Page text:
This wise saying starts off with a directive that is pretty straightforward and clear – “do not speak to fools.” The second line provides the rationale for it — “they will scorn your prudent words.”
The setting for this proverb would seem to be a situation where we’re trying to have a sensible discussion (“prudent words”) with people who have little capacity for it — at least at that moment (“fools).
The Hebrew term translated “fools” here doesn’t suggest mental deficiency. Instead, it’s those who are morally deficient. Their thinking and world-view has virtually no appreciation for our “prudent (understanding and insightful) words.”
It’s like a sincere conversation I tried having with a guy who was drunk last week. We were speaking to each other about the same topic — which he initiated! — but we were talking on two completely different levels.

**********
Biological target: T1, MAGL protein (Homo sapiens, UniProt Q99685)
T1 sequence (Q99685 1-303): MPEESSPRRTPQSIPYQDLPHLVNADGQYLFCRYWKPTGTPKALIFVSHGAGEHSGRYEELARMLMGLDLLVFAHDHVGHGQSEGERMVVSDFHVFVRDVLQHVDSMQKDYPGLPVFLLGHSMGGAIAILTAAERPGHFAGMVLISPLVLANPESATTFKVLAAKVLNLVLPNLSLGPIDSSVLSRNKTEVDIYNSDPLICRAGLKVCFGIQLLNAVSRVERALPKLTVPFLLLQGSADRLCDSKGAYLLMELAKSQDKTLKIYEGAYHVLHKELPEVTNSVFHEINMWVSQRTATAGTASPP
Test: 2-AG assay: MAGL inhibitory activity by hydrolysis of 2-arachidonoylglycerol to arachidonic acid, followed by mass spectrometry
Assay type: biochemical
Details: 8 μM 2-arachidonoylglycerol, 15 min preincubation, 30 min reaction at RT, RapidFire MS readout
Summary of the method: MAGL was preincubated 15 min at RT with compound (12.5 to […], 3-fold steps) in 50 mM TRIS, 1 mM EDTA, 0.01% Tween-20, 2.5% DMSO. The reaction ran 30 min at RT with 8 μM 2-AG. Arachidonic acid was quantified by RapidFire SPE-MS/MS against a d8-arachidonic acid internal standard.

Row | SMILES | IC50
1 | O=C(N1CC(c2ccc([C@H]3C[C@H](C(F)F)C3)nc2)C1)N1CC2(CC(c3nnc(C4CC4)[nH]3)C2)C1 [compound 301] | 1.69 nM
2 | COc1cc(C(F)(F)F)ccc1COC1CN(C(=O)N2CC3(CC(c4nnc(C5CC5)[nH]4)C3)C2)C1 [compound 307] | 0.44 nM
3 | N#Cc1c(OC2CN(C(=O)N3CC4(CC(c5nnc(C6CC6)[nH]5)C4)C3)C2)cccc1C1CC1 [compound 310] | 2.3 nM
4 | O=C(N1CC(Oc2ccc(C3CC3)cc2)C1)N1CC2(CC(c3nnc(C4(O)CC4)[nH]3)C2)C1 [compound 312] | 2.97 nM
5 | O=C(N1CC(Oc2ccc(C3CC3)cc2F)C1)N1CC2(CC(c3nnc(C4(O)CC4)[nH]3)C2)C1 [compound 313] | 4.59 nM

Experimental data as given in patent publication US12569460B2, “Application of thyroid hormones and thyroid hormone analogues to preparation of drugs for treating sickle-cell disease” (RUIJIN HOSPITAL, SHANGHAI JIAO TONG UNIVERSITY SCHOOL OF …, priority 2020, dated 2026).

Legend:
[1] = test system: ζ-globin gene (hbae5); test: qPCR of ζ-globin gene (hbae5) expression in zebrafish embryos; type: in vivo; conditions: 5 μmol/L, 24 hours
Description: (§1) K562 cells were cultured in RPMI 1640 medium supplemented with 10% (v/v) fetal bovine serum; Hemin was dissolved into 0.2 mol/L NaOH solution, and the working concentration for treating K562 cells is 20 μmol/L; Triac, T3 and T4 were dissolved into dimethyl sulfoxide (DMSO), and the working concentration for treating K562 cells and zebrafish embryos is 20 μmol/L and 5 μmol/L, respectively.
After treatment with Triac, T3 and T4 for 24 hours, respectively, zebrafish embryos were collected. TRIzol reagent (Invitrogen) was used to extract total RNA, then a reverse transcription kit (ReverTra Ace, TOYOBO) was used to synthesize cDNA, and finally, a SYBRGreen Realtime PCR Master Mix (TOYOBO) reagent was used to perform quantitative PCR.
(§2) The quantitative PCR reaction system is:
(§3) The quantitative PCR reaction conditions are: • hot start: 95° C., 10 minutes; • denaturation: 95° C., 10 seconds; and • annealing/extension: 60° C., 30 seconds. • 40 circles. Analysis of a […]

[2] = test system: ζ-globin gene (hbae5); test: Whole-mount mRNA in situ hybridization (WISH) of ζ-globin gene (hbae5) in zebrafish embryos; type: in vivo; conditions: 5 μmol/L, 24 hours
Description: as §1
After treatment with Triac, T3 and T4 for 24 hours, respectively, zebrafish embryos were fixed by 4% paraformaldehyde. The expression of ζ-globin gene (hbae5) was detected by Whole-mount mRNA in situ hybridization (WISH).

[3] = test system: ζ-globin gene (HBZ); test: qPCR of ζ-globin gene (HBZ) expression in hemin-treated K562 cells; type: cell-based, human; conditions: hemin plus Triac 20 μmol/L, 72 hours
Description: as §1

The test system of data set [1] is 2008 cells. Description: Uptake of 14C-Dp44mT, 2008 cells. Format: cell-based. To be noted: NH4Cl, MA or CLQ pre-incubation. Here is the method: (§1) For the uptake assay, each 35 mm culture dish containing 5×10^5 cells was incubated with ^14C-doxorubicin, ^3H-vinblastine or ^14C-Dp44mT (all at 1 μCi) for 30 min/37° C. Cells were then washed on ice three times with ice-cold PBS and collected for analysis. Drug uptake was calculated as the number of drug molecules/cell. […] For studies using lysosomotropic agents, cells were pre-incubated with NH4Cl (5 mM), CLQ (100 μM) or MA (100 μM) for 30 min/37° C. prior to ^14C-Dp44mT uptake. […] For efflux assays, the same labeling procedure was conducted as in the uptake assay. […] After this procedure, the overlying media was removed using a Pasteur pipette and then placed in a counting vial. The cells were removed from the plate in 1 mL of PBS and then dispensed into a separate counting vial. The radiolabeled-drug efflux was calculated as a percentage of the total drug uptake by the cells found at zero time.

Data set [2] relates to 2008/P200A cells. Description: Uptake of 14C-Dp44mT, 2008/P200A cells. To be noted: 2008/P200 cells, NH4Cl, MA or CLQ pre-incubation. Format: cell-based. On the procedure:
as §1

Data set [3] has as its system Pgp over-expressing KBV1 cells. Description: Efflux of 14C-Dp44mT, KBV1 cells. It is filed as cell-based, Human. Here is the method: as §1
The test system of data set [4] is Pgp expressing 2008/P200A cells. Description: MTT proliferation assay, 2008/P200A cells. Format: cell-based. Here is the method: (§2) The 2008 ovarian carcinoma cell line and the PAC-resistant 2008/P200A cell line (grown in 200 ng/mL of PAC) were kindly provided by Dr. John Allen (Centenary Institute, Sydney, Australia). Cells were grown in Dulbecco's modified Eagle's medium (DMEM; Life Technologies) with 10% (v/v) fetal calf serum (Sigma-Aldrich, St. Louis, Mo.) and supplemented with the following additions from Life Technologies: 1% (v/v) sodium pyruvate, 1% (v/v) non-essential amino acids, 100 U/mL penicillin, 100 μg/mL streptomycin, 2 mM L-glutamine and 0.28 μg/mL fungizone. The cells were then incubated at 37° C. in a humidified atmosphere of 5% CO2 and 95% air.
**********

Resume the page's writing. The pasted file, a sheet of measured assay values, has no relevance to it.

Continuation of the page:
The result of such an exchange with “fools” will be their lack of appreciation (“scorn”) for our “prudent words.” This verse suggest our conversation will be a wasted effort.
Jesus actually discussed a similar situation when he said, “do not throw your pearls to pigs. If you do, they may trample them under their feet, and turn and tear you to pieces” (Mt 7:6).
Pretty pearls laying in the slop around a pig may get eaten or just get trampled down into the mire — never to be seen again. But, maybe even worse, the pig might turn around and go after me, too!